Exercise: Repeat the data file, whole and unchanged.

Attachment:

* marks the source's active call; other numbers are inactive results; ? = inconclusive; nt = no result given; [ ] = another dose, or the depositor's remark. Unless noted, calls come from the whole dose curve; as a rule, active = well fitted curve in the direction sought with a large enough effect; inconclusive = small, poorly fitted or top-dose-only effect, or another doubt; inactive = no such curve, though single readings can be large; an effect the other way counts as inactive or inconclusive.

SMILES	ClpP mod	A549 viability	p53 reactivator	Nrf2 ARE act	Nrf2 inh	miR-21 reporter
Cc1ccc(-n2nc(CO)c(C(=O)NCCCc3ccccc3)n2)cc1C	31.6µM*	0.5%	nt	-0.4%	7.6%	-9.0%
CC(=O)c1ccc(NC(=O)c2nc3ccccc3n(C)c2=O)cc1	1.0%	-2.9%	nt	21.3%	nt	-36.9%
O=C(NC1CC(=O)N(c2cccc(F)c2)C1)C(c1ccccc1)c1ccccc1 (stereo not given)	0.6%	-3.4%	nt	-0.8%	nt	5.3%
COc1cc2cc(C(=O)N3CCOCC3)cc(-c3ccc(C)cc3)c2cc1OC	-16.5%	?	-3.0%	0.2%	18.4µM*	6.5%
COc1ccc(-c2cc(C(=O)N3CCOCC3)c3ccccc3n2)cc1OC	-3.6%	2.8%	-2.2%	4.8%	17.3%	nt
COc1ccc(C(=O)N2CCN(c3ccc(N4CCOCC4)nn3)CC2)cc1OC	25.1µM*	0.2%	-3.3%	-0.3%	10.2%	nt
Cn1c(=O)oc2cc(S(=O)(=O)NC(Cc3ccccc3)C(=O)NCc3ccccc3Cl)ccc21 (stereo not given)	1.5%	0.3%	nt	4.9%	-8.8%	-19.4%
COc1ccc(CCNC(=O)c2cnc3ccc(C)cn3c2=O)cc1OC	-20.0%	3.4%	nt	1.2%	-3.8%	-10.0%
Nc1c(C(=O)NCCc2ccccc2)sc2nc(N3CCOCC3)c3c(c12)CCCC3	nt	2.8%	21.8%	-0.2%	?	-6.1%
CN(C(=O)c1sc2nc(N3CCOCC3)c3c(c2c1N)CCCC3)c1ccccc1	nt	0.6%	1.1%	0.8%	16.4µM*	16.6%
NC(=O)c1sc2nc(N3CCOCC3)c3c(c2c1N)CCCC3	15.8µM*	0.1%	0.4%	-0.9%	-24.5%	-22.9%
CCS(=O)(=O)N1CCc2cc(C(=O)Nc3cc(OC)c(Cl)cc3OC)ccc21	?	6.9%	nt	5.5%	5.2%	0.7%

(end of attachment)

* marks the source's active call; other numbers are inactive results; ? = inconclusive; nt = no result given; [ ] = another dose, or the depositor's remark. Unless noted, calls come from the whole dose curve; as a rule, active = well fitted curve in the direction sought with a large enough effect; inconclusive = small, poorly fitted or top-dose-only effect, or another doubt; inactive = no such curve, though single readings can be large; an effect the other way counts as inactive or inconclusive.

SMILES	ClpP mod	A549 viability	p53 reactivator	Nrf2 ARE act	Nrf2 inh	miR-21 reporter
Cc1ccc(-n2nc(CO)c(C(=O)NCCCc3ccccc3)n2)cc1C	31.6µM*	0.5%	nt	-0.4%	7.6%	-9.0%
CC(=O)c1ccc(NC(=O)c2nc3ccccc3n(C)c2=O)cc1	1.0%	-2.9%	nt	21.3%	nt	-36.9%
O=C(NC1CC(=O)N(c2cccc(F)c2)C1)C(c1ccccc1)c1ccccc1 (stereo not given)	0.6%	-3.4%	nt	-0.8%	nt	5.3%
COc1cc2cc(C(=O)N3CCOCC3)cc(-c3ccc(C)cc3)c2cc1OC	-16.5%	?	-3.0%	0.2%	18.4µM*	6.5%
COc1ccc(-c2cc(C(=O)N3CCOCC3)c3ccccc3n2)cc1OC	-3.6%	2.8%	-2.2%	4.8%	17.3%	nt
COc1ccc(C(=O)N2CCN(c3ccc(N4CCOCC4)nn3)CC2)cc1OC	25.1µM*	0.2%	-3.3%	-0.3%	10.2%	nt
Cn1c(=O)oc2cc(S(=O)(=O)NC(Cc3ccccc3)C(=O)NCc3ccccc3Cl)ccc21 (stereo not given)	1.5%	0.3%	nt	4.9%	-8.8%	-19.4%
COc1ccc(CCNC(=O)c2cnc3ccc(C)cn3c2=O)cc1OC	-20.0%	3.4%	nt	1.2%	-3.8%	-10.0%
Nc1c(C(=O)NCCc2ccccc2)sc2nc(N3CCOCC3)c3c(c12)CCCC3	nt	2.8%	21.8%	-0.2%	?	-6.1%
CN(C(=O)c1sc2nc(N3CCOCC3)c3c(c2c1N)CCCC3)c1ccccc1	nt	0.6%	1.1%	0.8%	16.4µM*	16.6%
NC(=O)c1sc2nc(N3CCOCC3)c3c(c2c1N)CCCC3	15.8µM*	0.1%	0.4%	-0.9%	-24.5%	-22.9%
CCS(=O)(=O)N1CCc2cc(C(=O)Nc3cc(OC)c(Cl)cc3OC)ccc21	?	6.9%	nt	5.5%	5.2%	0.7%